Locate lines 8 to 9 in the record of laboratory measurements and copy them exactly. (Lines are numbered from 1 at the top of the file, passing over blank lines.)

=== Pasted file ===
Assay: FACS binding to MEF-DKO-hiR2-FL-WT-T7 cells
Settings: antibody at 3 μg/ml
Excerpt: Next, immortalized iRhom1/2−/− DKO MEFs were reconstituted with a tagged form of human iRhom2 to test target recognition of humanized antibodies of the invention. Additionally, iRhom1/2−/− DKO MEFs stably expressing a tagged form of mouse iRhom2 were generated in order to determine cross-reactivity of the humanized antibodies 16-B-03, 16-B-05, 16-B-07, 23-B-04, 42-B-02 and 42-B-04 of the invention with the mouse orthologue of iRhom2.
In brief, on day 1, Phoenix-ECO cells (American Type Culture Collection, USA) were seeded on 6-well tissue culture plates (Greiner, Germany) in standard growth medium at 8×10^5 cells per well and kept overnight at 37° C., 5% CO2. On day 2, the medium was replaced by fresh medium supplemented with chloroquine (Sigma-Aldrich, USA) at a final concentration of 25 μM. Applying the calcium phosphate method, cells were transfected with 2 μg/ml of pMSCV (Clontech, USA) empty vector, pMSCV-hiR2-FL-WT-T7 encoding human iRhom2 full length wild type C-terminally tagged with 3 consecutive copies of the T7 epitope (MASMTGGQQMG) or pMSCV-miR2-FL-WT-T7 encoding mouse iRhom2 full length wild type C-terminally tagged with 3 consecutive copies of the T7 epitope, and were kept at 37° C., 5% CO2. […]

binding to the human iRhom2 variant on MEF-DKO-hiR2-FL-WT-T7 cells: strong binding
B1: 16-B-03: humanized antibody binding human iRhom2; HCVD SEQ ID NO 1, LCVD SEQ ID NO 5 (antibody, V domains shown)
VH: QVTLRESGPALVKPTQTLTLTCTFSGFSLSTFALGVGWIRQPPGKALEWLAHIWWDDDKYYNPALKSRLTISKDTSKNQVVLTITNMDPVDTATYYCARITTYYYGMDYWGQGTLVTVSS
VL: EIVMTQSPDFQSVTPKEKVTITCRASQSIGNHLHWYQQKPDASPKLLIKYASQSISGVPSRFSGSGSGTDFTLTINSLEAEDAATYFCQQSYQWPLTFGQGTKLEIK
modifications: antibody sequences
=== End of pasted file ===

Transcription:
VL: EIVMTQSPDFQSVTPKEKVTITCRASQSIGNHLHWYQQKPDASPKLLIKYASQSISGVPSRFSGSGSGTDFTLTINSLEAEDAATYFCQQSYQWPLTFGQGTKLEIK
modifications: antibody sequences